She Has Power To Put Me in a Good ‘Moodu’. – Singer EezZy Describes His ‘Sanitizerrr’. Defines Fame as Toxic.
Written by Derrick Asaba on March 24, 2021
Born Eric Opoka, EeZzy is one of the few artists who stormed and sealed off 2020 with one of the biggest jams thus stepping up with a smile on their face and their head high. His single dubbed ‘Tumbiza’ graduated him as a notable Ugandan artist after eight years of hustling musically. In its early days, not so much attention did the song carry but as months grew older, so did its popularity on airwaves and in people’s eardrums. He’s dominated the limelight not only for his song success but also for the controversy he shares with the Ministry of Health and Uganda Communications Commission over the same song. DERRICK ASABA hooked up with him over the weekend for a chat in which he described his wonder woman aka sanitizerrr(like he pronounced it in his song ‘Tumbiiza Sound’). By this confession he probably he probably means she puts him in “a good mood” like he says in one of his songs, ‘Wulira Omuziki’.
What factors do you attribute ‘Tumbiza’ success to?
Like I have always said, it is the hope in the song. By the time I released that song, almost everyone had lost hope for Covid-19 was seemingly here to stay and most of the things destroyed. I intended to restore the lost hope informing the masses that amid such a delicate time we can sanitize, social distance and still be happy.
Part of the message in the song agitates for the opening of bars in the country. What is your reaction to the fact that however much the song has been widely received, none is yet done in line with this?
I feel I was used by God to let out the message people wanted to make known to the government or officials in charge if they met one on one. Our voices as artists are genuinely heard regardless of what other things we do. I wanted to use this platform to speak for the people. A call by the ministry proved that they heard the song. What they did thereafter, however, I least expected. Nonetheless, the message was received.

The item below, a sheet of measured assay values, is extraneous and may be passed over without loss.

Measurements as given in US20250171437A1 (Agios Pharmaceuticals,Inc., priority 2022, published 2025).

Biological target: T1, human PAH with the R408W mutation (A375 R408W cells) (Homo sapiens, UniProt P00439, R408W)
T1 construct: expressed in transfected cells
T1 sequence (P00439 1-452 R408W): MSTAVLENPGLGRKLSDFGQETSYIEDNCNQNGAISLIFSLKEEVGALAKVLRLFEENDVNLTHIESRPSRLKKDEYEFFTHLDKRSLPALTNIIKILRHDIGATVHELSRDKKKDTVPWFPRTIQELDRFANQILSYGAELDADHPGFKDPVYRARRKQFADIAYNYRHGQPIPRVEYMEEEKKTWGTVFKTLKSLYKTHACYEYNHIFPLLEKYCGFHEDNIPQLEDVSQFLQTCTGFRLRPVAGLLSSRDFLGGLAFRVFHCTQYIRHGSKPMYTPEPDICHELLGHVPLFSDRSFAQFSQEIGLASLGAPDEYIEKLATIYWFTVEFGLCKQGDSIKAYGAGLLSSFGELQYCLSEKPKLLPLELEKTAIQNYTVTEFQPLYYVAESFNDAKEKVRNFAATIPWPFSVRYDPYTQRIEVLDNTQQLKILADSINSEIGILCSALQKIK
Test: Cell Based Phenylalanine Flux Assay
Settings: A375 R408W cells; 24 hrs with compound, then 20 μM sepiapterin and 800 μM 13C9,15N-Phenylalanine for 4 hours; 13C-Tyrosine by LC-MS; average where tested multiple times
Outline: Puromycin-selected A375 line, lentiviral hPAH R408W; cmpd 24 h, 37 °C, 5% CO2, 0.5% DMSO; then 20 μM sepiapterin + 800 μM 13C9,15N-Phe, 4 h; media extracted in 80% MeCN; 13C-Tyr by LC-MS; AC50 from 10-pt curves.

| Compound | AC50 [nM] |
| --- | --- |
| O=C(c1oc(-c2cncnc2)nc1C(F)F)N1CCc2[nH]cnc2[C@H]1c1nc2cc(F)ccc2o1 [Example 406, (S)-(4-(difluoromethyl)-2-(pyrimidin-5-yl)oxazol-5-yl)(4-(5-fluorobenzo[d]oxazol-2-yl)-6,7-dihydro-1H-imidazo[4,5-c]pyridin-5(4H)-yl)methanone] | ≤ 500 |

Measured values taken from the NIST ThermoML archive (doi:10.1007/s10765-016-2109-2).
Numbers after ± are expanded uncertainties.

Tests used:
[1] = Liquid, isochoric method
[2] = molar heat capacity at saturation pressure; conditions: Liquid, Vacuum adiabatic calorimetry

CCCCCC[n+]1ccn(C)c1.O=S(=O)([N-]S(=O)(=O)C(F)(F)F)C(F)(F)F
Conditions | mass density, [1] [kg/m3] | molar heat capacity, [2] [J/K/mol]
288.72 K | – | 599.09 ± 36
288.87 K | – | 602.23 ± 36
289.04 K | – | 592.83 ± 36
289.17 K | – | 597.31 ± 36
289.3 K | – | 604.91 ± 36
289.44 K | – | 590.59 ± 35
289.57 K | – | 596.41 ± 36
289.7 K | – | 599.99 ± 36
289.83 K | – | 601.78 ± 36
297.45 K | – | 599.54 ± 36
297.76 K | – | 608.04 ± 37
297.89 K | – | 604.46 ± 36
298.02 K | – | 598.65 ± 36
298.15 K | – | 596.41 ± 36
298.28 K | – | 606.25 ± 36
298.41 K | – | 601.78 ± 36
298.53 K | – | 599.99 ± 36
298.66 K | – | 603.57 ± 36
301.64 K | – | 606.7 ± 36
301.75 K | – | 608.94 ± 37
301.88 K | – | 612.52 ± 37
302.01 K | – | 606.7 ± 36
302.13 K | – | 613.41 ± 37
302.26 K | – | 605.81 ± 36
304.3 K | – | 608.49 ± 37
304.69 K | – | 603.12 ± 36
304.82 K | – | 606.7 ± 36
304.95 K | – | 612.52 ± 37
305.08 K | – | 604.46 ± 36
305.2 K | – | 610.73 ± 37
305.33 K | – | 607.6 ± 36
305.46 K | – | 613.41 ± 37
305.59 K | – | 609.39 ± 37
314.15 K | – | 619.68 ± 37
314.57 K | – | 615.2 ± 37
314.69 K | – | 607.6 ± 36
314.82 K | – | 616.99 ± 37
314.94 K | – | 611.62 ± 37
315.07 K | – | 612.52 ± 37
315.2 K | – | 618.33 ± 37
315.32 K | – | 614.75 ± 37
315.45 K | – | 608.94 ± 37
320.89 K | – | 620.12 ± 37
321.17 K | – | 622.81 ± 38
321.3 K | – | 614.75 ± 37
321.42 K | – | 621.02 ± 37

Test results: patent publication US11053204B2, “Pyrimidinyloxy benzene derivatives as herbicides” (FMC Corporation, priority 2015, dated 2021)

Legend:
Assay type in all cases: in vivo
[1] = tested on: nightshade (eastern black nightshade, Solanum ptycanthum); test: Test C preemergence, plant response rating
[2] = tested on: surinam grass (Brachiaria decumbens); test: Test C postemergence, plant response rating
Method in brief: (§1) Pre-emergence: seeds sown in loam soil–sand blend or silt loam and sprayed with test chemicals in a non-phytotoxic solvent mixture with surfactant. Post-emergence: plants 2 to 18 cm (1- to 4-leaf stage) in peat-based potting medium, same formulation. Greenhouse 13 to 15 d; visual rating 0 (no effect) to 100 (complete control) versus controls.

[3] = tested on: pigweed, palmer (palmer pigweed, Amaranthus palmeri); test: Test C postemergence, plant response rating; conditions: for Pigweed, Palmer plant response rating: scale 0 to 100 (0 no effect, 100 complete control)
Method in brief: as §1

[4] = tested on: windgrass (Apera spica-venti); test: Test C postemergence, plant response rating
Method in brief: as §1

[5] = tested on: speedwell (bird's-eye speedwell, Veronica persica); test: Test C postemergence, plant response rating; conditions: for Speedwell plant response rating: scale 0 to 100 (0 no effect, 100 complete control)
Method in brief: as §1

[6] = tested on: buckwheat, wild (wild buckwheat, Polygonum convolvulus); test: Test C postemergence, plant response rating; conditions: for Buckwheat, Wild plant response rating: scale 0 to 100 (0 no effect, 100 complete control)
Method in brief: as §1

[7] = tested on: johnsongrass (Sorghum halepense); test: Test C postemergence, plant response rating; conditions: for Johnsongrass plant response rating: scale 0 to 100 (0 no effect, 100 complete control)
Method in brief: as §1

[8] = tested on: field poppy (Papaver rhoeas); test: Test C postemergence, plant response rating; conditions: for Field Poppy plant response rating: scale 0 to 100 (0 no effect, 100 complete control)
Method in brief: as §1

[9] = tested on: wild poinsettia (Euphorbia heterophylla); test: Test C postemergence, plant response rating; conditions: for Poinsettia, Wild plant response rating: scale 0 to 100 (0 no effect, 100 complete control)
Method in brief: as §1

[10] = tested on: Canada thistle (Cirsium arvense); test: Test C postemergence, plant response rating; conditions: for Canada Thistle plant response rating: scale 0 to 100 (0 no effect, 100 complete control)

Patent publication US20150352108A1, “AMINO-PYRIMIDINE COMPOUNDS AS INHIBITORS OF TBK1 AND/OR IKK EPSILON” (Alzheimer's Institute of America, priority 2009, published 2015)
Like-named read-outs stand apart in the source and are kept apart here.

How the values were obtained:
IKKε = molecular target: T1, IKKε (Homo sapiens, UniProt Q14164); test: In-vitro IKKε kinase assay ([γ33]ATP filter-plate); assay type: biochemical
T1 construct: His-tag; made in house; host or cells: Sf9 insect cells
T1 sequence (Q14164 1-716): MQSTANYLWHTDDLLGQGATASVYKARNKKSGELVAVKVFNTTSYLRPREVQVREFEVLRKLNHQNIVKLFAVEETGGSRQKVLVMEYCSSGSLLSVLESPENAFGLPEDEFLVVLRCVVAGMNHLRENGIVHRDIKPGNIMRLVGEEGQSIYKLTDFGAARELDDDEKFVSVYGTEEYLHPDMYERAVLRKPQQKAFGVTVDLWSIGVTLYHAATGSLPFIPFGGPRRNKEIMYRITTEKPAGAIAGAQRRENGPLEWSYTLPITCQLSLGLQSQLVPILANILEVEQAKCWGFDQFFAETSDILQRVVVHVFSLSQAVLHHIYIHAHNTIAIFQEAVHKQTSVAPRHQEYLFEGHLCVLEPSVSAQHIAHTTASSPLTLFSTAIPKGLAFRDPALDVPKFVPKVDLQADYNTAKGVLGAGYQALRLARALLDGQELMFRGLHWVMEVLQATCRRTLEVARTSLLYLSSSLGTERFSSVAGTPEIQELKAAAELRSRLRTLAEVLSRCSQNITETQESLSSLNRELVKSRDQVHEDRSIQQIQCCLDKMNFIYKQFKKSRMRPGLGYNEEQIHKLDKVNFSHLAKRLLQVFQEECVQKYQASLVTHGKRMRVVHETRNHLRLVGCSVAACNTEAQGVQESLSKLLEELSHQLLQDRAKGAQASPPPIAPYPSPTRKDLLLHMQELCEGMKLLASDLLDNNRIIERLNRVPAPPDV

Before fixing minds onto this song, did you perhaps receive propositions from some people bar owners per se?
It was basically my own research, analysis and internalization of all that was going on in communities that gave a kickoff to this song. Besides most gospel music, songs that speak about troubles and tell of varying situations also attract more attention. This particular song came from the deepest part of my soul. I wanted people to sing, dance and feel free in their homes because it is freedom from within that breaks one’s captivity chains.
I realised you never started singing with Tumbiza. What different thing did you do this time to spread your voice across the country?
When I joined the music industry in 2012, I used to sing for fun which was extremely okay then. Timely, I hoped for greater achievements_ the steps I took and the time I invested in gave me experience worth and taught me a whole range of things. I was still finding myself. At least now I can firmly say that I am equipped with the ins and outs of the musical game. Relevant to globally celebrated artists, I sang a song_ ‘Tumbiza’ that brings hope which worked wonders different from all the songs I sang prior to.
Were these in Luganda or your local dialect?
Some were in Luganda and others in Acholi. Time came after 2015 and I realised music had failed in Kampala and decided to take it back in my motherland Gulu in 2016 to win their support which took me about two years to accomplish. In 2018, I came back to Kampala and working on deepening my roots here. Two years down the road, a big song pops up. It was a calculated move.
You openly revealed what dream you have of working with big International artists like Wizkid and Nasty C. How far have you gone of its success?
Those are dreams I am optimistic will come to pass anytime but at the moment, I should say that I am a tree still growing. I needn’t expand many branches far as to date because that would weaken the firmness of the tree. I however have a collaboration with a Ghanaian artist, Abuchi dubbed ‘Crazy’ dropping sooner.
How are you fairing back home in line with collaborations?
As part of planting my roots deeper, I have worked with Recho Rey, Rabadaba, Lydia Jazmine Josh Mavoko. I also have a collaboration with a Uganda based South Sudanese artist, Beezzy called ‘Can’t wait and Cindy to be released soon.
What were your expectations when you welcomed the Ministry of Health (MoH) idea to remix the song, Tumbiza?